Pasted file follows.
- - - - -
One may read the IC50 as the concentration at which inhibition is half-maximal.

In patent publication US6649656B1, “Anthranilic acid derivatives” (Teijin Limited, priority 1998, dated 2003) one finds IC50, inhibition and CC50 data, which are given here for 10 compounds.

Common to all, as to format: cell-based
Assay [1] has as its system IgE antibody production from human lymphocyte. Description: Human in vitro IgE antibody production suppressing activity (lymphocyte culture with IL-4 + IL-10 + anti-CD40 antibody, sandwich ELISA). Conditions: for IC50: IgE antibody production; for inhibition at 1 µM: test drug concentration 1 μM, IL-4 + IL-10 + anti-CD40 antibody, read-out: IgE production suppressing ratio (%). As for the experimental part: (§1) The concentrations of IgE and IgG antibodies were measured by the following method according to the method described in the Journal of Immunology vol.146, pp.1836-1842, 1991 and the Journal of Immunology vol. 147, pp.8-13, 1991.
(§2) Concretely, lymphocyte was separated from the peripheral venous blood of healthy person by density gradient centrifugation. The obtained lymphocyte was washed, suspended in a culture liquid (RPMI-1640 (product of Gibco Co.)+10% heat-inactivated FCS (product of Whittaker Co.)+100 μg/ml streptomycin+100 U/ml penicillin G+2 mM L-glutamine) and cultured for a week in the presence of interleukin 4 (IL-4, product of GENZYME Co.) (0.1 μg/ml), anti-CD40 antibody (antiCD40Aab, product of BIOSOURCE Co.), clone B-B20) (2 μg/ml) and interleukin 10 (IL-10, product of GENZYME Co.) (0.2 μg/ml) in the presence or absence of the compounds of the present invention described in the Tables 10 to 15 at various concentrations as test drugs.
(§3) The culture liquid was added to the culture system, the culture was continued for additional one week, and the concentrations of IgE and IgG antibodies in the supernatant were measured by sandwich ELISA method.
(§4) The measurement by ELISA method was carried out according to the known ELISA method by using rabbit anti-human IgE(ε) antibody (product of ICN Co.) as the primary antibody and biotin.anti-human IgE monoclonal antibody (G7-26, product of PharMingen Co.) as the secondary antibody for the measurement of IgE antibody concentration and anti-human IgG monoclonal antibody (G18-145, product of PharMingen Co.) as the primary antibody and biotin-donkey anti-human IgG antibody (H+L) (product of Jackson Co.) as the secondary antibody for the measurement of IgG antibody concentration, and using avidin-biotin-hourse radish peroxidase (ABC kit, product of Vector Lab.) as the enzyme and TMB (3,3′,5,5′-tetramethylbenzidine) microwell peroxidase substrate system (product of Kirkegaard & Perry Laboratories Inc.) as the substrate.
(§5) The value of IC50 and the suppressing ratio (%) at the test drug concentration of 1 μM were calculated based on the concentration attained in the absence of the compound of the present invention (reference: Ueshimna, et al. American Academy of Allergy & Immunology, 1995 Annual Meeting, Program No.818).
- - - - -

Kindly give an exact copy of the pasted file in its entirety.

One may read the IC50 as the concentration at which inhibition is half-maximal.

In patent publication US6649656B1, “Anthranilic acid derivatives” (Teijin Limited, priority 1998, dated 2003) one finds IC50, inhibition and CC50 data, which are given here for 10 compounds.

Common to all, as to format: cell-based
Assay [1] has as its system IgE antibody production from human lymphocyte. Description: Human in vitro IgE antibody production suppressing activity (lymphocyte culture with IL-4 + IL-10 + anti-CD40 antibody, sandwich ELISA). Conditions: for IC50: IgE antibody production; for inhibition at 1 µM: test drug concentration 1 μM, IL-4 + IL-10 + anti-CD40 antibody, read-out: IgE production suppressing ratio (%). As for the experimental part: (§1) The concentrations of IgE and IgG antibodies were measured by the following method according to the method described in the Journal of Immunology vol.146, pp.1836-1842, 1991 and the Journal of Immunology vol. 147, pp.8-13, 1991.
(§2) Concretely, lymphocyte was separated from the peripheral venous blood of healthy person by density gradient centrifugation. The obtained lymphocyte was washed, suspended in a culture liquid (RPMI-1640 (product of Gibco Co.)+10% heat-inactivated FCS (product of Whittaker Co.)+100 μg/ml streptomycin+100 U/ml penicillin G+2 mM L-glutamine) and cultured for a week in the presence of interleukin 4 (IL-4, product of GENZYME Co.) (0.1 μg/ml), anti-CD40 antibody (antiCD40Aab, product of BIOSOURCE Co.), clone B-B20) (2 μg/ml) and interleukin 10 (IL-10, product of GENZYME Co.) (0.2 μg/ml) in the presence or absence of the compounds of the present invention described in the Tables 10 to 15 at various concentrations as test drugs.
(§3) The culture liquid was added to the culture system, the culture was continued for additional one week, and the concentrations of IgE and IgG antibodies in the supernatant were measured by sandwich ELISA method.
(§4) The measurement by ELISA method was carried out according to the known ELISA method by using rabbit anti-human IgE(ε) antibody (product of ICN Co.) as the primary antibody and biotin.anti-human IgE monoclonal antibody (G7-26, product of PharMingen Co.) as the secondary antibody for the measurement of IgE antibody concentration and anti-human IgG monoclonal antibody (G18-145, product of PharMingen Co.) as the primary antibody and biotin-donkey anti-human IgG antibody (H+L) (product of Jackson Co.) as the secondary antibody for the measurement of IgG antibody concentration, and using avidin-biotin-hourse radish peroxidase (ABC kit, product of Vector Lab.) as the enzyme and TMB (3,3′,5,5′-tetramethylbenzidine) microwell peroxidase substrate system (product of Kirkegaard & Perry Laboratories Inc.) as the substrate.
(§5) The value of IC50 and the suppressing ratio (%) at the test drug concentration of 1 μM were calculated based on the concentration attained in the absence of the compound of the present invention (reference: Ueshimna, et al. American Academy of Allergy & Immunology, 1995 Annual Meeting, Program No.818).